Friday, March 29, 2013

Failure Is Always An Option - Programming With Anthony

A few days ago, I posted a video about how to become a better developer. There were a few interesting comments made, but one in particular from the Reddit thread ( ) peaked my interest. So I decided to do a reply. Check it out:

Wednesday, March 27, 2013

Becoming A Better Developer - Programming With Anthony

In today's episode, I talk a little bit about what it takes to become a better developer. Nobody will ever expect you to know everything, but you better know how to find it...

I'm trying out a new format with this video. Less scripted, more free-form, and with less visuals. This is not going to replace the other format (which I'm still working on), but instead compliment it from time to time. Let me know what you think in the comments below! Check it out:

Thursday, March 21, 2013

Upcoming Talks - Spring 2013

It's been a little while since I've posted anything here or on YouTube. I've been working on some interesting ideas that hopefully will be pretty decent, so it wasn't time wasted. But I figured now would be a good time to tell you about some upcoming speaking engagements that I have, and where I'll be over the next few months. So with no further adue:

April 9th: 

Where: Lehigh Valley Tech Meetup
Location: Allentown, PA, USA
What: PHPPHP - A guide to how PHP works under the hood -
Huh? I'll be giving a talk about my PHPPHP project, and using it to explain how PHP works under the hood. 
Cost: Free
Register: On Meetup.

May 20 - 24:

Where: DrupalCon Portland
Location: Portland, OR, USA
What: Development, By The Numbers
Huh? I'm going to be talking about quantitative code quality analysis tools and how to implement them into your development workflow. I'll be covering things like NPath Complexity, CRAP Indexes, Fanout and Average Hierarchy Height, and how tracking them over time can help improve the quality of your codebase.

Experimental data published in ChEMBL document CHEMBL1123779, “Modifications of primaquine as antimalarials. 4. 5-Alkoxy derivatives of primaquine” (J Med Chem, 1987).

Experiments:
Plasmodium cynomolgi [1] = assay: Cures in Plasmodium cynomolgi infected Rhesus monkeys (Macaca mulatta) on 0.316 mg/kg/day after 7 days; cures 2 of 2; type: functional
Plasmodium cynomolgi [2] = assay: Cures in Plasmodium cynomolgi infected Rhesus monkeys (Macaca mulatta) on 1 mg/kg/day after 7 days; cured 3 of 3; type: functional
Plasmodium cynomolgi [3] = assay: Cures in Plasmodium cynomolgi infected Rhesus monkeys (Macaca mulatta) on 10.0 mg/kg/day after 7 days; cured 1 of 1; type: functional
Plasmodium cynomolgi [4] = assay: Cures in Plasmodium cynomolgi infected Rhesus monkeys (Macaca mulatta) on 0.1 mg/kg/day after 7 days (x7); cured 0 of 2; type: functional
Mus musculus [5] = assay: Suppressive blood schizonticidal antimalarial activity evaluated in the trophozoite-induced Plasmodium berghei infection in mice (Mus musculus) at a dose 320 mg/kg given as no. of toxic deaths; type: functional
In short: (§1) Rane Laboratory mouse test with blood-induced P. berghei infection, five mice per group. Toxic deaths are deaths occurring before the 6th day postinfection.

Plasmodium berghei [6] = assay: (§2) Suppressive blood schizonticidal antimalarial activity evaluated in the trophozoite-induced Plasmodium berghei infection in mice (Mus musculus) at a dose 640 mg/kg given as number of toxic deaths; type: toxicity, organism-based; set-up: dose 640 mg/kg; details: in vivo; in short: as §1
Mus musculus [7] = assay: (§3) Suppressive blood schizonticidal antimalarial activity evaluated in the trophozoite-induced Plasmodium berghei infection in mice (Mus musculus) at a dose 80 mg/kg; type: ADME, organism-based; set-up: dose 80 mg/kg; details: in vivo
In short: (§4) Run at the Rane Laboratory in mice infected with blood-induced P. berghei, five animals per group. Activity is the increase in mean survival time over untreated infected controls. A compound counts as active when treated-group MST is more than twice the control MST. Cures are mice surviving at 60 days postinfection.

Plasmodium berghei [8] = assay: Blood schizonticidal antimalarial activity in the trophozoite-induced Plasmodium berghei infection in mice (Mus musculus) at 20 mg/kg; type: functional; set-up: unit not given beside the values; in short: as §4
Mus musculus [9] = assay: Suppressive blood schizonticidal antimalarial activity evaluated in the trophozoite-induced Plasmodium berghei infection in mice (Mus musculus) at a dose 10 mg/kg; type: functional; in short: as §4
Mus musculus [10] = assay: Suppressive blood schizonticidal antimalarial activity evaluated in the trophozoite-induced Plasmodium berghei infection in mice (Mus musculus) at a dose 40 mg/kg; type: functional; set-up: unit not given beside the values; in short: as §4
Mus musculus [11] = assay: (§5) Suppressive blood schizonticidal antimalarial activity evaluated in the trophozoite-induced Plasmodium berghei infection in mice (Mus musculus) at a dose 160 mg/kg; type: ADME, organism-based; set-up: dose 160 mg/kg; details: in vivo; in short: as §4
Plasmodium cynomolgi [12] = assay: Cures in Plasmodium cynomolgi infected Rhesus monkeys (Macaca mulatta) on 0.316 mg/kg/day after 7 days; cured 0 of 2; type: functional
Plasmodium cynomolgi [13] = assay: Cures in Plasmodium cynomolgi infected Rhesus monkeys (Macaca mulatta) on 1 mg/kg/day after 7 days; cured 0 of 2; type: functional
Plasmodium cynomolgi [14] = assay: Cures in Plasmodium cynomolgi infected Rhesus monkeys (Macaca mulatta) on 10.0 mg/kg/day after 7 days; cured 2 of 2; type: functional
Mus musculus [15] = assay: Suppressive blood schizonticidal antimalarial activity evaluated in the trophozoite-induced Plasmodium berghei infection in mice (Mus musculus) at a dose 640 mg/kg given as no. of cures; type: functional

Cost: $500 (until April 26)
Register: On The DrupalCon Site

Where: Symfony Live Portland
Location: Portland, OR, USA
What: Cryptography For The Average Developer
Huh? I'll be giving my popular Cryptography talk again at Symfony Live.
Cost: $390 (Until April 26)
Register: On The Symfony Live Site

OR You can buy a combo ticket for both conferences (Symfony Live and DrupalCon) for just $600 from either registration page!

June 6 - 9:

Where: Dutch PHP Conference
Location: Amsterdam, NL
What: Code Review for Security Workshop
Huh? I will be leading a workshop intended to teach developers how to perform code review with security in mind. I'll be introducing some vulnerabilities and some of the methods that I use to find them while performing code reviews.
Cost: € 306
Register: On

Where: Dutch PHP Conference
Location: Amsterdam, NL
What: PHP, Under The Hood
Huh? I'm going to be exploring PHP and how it works, by presenting PHPPHP, an implementation of PHP written in PHP itself.
Cost: € 306
Register: On

OR You can buy a combo ticket to the workshop and the talk for € 550.

I hope to see you at one of these events!

Thursday, March 7, 2013

On "Wealth Inequality In America"

There's been a viral video that's been circulating the internet recently called Wealth Inequality In America. It's actually been published for quite some time, but it's crossed my plane of vision a few times in the past few days. While I don't believe that the content is wrong (in fact, it is actually quite right), I believe that the point the video makes and how it makes it are both misleading. The video tends to imply some nefarious plot to keep the poor down. But in reality, all it is showing is the natural tendency for any system of sufficient complexity to trend towards having a power-law distribution.